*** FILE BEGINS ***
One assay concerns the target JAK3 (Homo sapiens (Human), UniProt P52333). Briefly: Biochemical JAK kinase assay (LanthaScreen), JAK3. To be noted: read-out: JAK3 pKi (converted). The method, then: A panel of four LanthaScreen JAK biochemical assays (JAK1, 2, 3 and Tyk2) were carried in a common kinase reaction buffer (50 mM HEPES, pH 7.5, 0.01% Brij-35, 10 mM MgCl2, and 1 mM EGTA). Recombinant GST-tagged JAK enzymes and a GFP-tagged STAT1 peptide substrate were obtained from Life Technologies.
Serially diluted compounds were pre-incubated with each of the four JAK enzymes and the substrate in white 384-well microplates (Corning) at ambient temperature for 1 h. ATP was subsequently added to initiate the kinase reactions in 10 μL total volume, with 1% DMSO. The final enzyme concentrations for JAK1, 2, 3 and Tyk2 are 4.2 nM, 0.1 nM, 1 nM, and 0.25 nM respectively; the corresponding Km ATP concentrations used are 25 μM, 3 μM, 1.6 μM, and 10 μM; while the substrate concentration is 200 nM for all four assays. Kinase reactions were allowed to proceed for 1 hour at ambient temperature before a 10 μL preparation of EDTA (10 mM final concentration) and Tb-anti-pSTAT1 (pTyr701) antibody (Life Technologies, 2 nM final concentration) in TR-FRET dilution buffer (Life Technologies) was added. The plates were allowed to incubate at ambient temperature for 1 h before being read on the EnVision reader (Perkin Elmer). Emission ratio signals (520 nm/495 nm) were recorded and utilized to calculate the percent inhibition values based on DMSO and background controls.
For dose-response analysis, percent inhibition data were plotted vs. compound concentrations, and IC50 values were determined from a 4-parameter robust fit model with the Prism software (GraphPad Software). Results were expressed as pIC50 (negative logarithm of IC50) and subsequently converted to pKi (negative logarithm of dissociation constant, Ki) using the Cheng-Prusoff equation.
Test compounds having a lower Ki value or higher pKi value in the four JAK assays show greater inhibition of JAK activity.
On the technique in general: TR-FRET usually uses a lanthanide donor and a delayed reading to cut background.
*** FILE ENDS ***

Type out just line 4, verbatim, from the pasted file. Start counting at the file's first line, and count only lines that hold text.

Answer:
Test compounds having a lower Ki value or higher pKi value in the four JAK assays show greater inhibition of JAK activity.